Address by Ms Paula Lehtomäki, Minister for Foreign Trade and Development of Finland at the Arctic Passion Seminar on March 15, 2007

Address by Ms Paula Lehtomäki,
Minister for Foreign Trade and Development of Finland
at the Arctic Passion Seminar on March 15, 2007

Finland's Arctic Experience

Mr President, Ladies and Gentlemen,

I would like to start by thanking Mr Niini, the President of Aker Arctic Technology Inc for inviting me to address this high level seminar, and by the same token welcome you all to Helsinki on behalf of the Finnish Government.

We are here on the southernmost shores of Finland, and the sea is still partly frozen in mid March. And this year we have had an especially mild winter. For us, arctic technology is something we have needed in our everyday lives to survive in these climatic conditions.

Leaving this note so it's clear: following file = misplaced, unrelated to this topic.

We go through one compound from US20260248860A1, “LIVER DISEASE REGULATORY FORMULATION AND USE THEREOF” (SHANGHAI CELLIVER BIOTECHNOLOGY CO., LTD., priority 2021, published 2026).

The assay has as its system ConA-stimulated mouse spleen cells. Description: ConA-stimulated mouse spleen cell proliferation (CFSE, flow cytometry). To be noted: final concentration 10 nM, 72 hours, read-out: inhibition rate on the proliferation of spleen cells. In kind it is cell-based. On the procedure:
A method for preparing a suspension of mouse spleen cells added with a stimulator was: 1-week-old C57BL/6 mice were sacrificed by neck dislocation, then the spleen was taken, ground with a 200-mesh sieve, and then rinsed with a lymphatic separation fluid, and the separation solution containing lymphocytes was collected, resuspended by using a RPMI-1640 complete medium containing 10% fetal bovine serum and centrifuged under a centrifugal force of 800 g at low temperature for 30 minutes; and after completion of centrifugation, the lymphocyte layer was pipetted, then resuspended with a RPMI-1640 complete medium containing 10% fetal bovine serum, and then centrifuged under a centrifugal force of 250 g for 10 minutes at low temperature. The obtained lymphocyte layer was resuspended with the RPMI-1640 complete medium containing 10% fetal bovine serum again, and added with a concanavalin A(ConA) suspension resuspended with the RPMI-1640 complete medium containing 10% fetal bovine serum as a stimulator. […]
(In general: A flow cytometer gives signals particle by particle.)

Ladies and Gentlemen,

Finland is a highly developed and a very open economy.  Most of our imports - including oil - and exports move by ship all year round irrespective of weather and ice conditions. Having sturdy vessels able to navigate in these conditions has always been and still is of vital importance for us.

Cold climate, long distances and traditionally strong forest and metal industries have made Finland a very energy intensive economy. In fact, we have the highest energy consumption per capita among EU members. But this energy is not wasted but used very efficiently.

Changing climate conditions around the world and undisputable scientific evidence have come to underline the urgent need to fight climate change. The European Council, that is, the EU Heads of State and Government, showed bold leadership in this fight a week ago at their Summit by committing the EU to challenging objectives in our integrated climate and energy policy: